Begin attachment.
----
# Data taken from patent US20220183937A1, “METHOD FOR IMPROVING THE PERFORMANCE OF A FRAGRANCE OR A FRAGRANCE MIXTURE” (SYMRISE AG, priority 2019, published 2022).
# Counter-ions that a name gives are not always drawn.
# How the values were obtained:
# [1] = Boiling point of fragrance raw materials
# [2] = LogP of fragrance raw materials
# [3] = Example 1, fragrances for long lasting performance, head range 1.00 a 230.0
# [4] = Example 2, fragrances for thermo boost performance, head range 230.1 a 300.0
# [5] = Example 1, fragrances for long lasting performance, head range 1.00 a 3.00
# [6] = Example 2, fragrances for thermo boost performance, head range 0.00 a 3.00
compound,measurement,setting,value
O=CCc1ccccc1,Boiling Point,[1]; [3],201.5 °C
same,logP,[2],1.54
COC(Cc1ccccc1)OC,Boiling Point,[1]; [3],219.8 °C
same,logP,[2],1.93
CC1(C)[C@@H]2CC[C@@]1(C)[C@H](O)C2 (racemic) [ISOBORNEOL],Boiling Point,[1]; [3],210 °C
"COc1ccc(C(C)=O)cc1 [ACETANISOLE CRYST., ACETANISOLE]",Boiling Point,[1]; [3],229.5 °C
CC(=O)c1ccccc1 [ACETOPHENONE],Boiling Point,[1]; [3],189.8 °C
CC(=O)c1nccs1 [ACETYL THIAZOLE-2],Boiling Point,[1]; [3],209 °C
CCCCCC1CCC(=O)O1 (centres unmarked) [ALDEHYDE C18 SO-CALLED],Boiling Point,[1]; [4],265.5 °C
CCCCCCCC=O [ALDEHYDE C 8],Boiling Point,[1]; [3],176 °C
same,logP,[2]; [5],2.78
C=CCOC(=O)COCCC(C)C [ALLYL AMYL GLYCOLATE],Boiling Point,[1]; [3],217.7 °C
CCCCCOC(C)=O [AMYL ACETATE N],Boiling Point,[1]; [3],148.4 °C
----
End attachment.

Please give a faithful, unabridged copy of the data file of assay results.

# Data taken from patent US20220183937A1, “METHOD FOR IMPROVING THE PERFORMANCE OF A FRAGRANCE OR A FRAGRANCE MIXTURE” (SYMRISE AG, priority 2019, published 2022).
# Counter-ions that a name gives are not always drawn.
# How the values were obtained:
# [1] = Boiling point of fragrance raw materials
# [2] = LogP of fragrance raw materials
# [3] = Example 1, fragrances for long lasting performance, head range 1.00 a 230.0
# [4] = Example 2, fragrances for thermo boost performance, head range 230.1 a 300.0
# [5] = Example 1, fragrances for long lasting performance, head range 1.00 a 3.00
# [6] = Example 2, fragrances for thermo boost performance, head range 0.00 a 3.00
compound,measurement,setting,value
O=CCc1ccccc1,Boiling Point,[1]; [3],201.5 °C
same,logP,[2],1.54
COC(Cc1ccccc1)OC,Boiling Point,[1]; [3],219.8 °C
same,logP,[2],1.93
CC1(C)[C@@H]2CC[C@@]1(C)[C@H](O)C2 (racemic) [ISOBORNEOL],Boiling Point,[1]; [3],210 °C
"COc1ccc(C(C)=O)cc1 [ACETANISOLE CRYST., ACETANISOLE]",Boiling Point,[1]; [3],229.5 °C
CC(=O)c1ccccc1 [ACETOPHENONE],Boiling Point,[1]; [3],189.8 °C
CC(=O)c1nccs1 [ACETYL THIAZOLE-2],Boiling Point,[1]; [3],209 °C
CCCCCC1CCC(=O)O1 (centres unmarked) [ALDEHYDE C18 SO-CALLED],Boiling Point,[1]; [4],265.5 °C
CCCCCCCC=O [ALDEHYDE C 8],Boiling Point,[1]; [3],176 °C
same,logP,[2]; [5],2.78
C=CCOC(=O)COCCC(C)C [ALLYL AMYL GLYCOLATE],Boiling Point,[1]; [3],217.7 °C
CCCCCOC(C)=O [AMYL ACETATE N],Boiling Point,[1]; [3],148.4 °C